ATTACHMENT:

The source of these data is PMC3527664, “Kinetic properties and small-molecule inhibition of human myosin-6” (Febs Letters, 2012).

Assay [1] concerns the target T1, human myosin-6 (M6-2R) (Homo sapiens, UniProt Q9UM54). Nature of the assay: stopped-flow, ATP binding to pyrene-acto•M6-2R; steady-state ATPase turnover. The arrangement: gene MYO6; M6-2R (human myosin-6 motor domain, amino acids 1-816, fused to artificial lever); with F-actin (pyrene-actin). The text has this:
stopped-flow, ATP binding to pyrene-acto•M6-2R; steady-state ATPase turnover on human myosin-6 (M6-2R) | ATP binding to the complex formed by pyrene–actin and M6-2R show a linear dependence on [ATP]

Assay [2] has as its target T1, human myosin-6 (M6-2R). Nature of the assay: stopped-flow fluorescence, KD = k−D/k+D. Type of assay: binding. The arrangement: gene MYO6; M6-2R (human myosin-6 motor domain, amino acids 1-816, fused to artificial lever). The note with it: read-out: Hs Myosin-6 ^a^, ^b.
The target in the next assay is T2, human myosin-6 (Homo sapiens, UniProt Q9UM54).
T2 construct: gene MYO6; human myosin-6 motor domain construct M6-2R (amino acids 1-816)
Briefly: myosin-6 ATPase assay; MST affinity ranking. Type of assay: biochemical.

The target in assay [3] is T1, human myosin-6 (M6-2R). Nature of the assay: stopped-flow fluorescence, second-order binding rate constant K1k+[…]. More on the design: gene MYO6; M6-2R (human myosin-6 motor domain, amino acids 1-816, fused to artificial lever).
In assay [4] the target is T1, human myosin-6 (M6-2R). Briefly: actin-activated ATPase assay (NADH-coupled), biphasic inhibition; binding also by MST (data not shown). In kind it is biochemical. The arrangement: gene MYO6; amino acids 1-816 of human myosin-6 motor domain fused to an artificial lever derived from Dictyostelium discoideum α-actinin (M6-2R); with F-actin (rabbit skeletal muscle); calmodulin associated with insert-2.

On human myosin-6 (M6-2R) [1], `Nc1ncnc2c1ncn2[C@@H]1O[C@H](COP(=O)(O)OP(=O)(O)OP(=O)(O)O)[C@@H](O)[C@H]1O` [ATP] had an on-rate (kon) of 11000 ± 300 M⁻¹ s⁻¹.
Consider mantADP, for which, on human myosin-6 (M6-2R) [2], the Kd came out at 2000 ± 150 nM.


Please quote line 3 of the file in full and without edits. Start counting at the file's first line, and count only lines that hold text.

stopped-flow, ATP binding to pyrene-acto•M6-2R; steady-state ATPase turnover on human myosin-6 (M6-2R) | ATP binding to the complex formed by pyrene–actin and M6-2R show a linear dependence on [ATP]